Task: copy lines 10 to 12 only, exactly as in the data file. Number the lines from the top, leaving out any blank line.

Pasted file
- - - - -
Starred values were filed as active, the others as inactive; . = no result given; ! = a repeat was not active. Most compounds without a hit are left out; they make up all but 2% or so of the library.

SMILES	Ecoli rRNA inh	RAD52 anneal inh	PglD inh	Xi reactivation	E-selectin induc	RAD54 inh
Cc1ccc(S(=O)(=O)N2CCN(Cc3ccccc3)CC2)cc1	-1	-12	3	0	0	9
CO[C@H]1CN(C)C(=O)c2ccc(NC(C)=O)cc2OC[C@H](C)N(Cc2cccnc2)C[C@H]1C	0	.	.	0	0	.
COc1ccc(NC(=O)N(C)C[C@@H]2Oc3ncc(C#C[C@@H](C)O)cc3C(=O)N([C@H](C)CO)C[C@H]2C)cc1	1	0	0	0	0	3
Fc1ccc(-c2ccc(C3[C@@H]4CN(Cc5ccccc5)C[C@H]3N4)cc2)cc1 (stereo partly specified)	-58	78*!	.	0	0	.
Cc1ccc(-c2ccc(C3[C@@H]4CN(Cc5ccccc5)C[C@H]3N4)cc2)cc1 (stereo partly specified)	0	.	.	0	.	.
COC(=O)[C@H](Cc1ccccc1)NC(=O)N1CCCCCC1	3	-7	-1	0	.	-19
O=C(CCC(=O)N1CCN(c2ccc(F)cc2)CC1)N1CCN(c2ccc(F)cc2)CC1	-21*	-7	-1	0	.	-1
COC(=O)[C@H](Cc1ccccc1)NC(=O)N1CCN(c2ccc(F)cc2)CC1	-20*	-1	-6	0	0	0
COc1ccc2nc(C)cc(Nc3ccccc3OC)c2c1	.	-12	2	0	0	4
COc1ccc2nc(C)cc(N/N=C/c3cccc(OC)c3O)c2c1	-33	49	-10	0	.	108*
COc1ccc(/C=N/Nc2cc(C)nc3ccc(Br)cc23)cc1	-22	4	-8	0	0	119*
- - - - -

COC(=O)[C@H](Cc1ccccc1)NC(=O)N1CCN(c2ccc(F)cc2)CC1	-20*	-1	-6	0	0	0
COc1ccc2nc(C)cc(Nc3ccccc3OC)c2c1	.	-12	2	0	0	4
COc1ccc2nc(C)cc(N/N=C/c3cccc(OC)c3O)c2c1	-33	49	-10	0	.	108*